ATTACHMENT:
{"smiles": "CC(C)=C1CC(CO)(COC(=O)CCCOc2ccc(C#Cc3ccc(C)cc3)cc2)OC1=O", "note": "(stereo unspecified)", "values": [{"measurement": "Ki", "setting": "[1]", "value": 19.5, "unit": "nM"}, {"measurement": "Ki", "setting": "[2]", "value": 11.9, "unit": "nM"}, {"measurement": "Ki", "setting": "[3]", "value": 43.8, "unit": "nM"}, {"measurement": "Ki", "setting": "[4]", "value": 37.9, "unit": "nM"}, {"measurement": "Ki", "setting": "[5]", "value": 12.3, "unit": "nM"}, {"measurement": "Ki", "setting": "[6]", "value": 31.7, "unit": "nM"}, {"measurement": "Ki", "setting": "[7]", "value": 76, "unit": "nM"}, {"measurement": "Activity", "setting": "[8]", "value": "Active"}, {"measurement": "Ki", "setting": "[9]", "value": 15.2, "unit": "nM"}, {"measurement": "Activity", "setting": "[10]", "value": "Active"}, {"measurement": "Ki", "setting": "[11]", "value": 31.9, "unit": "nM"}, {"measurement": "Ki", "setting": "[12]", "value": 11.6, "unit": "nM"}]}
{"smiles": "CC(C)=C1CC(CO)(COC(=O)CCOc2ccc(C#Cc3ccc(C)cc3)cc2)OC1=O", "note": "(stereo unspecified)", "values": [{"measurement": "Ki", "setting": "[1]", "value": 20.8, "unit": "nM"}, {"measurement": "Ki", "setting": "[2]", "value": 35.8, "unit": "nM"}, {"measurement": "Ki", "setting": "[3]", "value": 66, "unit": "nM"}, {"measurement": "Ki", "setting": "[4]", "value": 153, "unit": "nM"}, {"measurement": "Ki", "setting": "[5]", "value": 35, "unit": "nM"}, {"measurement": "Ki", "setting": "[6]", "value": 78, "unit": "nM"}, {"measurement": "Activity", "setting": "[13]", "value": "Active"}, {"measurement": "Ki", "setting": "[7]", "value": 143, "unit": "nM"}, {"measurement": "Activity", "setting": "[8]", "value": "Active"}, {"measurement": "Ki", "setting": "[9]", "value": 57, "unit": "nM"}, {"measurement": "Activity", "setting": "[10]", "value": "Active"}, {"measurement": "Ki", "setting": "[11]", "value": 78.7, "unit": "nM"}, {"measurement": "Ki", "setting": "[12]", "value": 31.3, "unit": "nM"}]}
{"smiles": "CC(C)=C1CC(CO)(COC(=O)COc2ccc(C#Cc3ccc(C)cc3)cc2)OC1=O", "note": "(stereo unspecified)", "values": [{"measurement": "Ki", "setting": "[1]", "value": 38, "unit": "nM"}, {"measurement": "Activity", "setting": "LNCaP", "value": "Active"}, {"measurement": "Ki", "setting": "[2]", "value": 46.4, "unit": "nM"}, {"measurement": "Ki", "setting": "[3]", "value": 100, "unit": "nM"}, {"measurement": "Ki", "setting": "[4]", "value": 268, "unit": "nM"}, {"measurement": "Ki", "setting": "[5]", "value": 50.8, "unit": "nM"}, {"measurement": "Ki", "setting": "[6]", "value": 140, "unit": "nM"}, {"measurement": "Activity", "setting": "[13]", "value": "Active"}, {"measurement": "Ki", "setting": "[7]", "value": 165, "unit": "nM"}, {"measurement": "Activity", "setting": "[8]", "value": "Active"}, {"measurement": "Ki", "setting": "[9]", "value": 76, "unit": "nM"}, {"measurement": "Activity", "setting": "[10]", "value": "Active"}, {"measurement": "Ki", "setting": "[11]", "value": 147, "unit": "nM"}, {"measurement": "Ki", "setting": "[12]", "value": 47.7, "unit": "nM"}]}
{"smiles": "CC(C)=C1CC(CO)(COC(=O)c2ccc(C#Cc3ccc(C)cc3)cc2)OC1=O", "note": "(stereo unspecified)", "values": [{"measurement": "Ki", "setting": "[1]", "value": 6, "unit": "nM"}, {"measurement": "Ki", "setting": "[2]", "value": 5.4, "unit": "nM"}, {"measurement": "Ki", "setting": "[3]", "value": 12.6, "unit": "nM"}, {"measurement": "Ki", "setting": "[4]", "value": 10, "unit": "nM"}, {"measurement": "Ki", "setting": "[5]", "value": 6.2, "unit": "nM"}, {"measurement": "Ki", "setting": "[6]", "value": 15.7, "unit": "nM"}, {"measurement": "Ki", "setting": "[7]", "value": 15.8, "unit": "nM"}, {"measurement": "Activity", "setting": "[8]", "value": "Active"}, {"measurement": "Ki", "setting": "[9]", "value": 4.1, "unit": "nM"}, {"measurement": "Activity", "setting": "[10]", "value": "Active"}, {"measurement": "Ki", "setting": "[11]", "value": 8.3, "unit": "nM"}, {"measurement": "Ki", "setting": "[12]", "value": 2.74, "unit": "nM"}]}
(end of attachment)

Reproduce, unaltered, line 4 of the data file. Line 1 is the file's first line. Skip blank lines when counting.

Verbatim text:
{"smiles": "CC(C)=C1CC(CO)(COC(=O)c2ccc(C#Cc3ccc(C)cc3)cc2)OC1=O", "note": "(stereo unspecified)", "values": [{"measurement": "Ki", "setting": "[1]", "value": 6, "unit": "nM"}, {"measurement": "Ki", "setting": "[2]", "value": 5.4, "unit": "nM"}, {"measurement": "Ki", "setting": "[3]", "value": 12.6, "unit": "nM"}, {"measurement": "Ki", "setting": "[4]", "value": 10, "unit": "nM"}, {"measurement": "Ki", "setting": "[5]", "value": 6.2, "unit": "nM"}, {"measurement": "Ki", "setting": "[6]", "value": 15.7, "unit": "nM"}, {"measurement": "Ki", "setting": "[7]", "value": 15.8, "unit": "nM"}, {"measurement": "Activity", "setting": "[8]", "value": "Active"}, {"measurement": "Ki", "setting": "[9]", "value": 4.1, "unit": "nM"}, {"measurement": "Activity", "setting": "[10]", "value": "Active"}, {"measurement": "Ki", "setting": "[11]", "value": 8.3, "unit": "nM"}, {"measurement": "Ki", "setting": "[12]", "value": 2.74, "unit": "nM"}]}